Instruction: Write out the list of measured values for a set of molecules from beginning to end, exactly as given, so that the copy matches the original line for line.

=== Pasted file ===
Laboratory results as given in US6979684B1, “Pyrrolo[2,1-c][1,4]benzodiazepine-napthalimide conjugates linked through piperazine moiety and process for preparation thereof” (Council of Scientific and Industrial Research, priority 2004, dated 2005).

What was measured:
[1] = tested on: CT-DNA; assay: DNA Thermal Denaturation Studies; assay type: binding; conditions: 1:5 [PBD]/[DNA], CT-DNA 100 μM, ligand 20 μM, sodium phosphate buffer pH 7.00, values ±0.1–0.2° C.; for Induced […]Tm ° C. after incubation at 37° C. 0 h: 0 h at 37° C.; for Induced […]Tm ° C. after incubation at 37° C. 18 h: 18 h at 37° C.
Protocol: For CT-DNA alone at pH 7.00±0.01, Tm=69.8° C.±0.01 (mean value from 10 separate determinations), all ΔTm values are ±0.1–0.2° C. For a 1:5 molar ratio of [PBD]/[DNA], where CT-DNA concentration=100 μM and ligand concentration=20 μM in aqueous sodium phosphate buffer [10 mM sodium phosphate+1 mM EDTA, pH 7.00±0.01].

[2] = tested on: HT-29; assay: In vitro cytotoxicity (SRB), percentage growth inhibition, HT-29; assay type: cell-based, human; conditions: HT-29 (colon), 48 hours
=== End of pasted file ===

Laboratory results as given in US6979684B1, “Pyrrolo[2,1-c][1,4]benzodiazepine-napthalimide conjugates linked through piperazine moiety and process for preparation thereof” (Council of Scientific and Industrial Research, priority 2004, dated 2005).

What was measured:
[1] = tested on: CT-DNA; assay: DNA Thermal Denaturation Studies; assay type: binding; conditions: 1:5 [PBD]/[DNA], CT-DNA 100 μM, ligand 20 μM, sodium phosphate buffer pH 7.00, values ±0.1–0.2° C.; for Induced […]Tm ° C. after incubation at 37° C. 0 h: 0 h at 37° C.; for Induced […]Tm ° C. after incubation at 37° C. 18 h: 18 h at 37° C.
Protocol: For CT-DNA alone at pH 7.00±0.01, Tm=69.8° C.±0.01 (mean value from 10 separate determinations), all ΔTm values are ±0.1–0.2° C. For a 1:5 molar ratio of [PBD]/[DNA], where CT-DNA concentration=100 μM and ligand concentration=20 μM in aqueous sodium phosphate buffer [10 mM sodium phosphate+1 mM EDTA, pH 7.00±0.01].

[2] = tested on: HT-29; assay: In vitro cytotoxicity (SRB), percentage growth inhibition, HT-29; assay type: cell-based, human; conditions: HT-29 (colon), 48 hours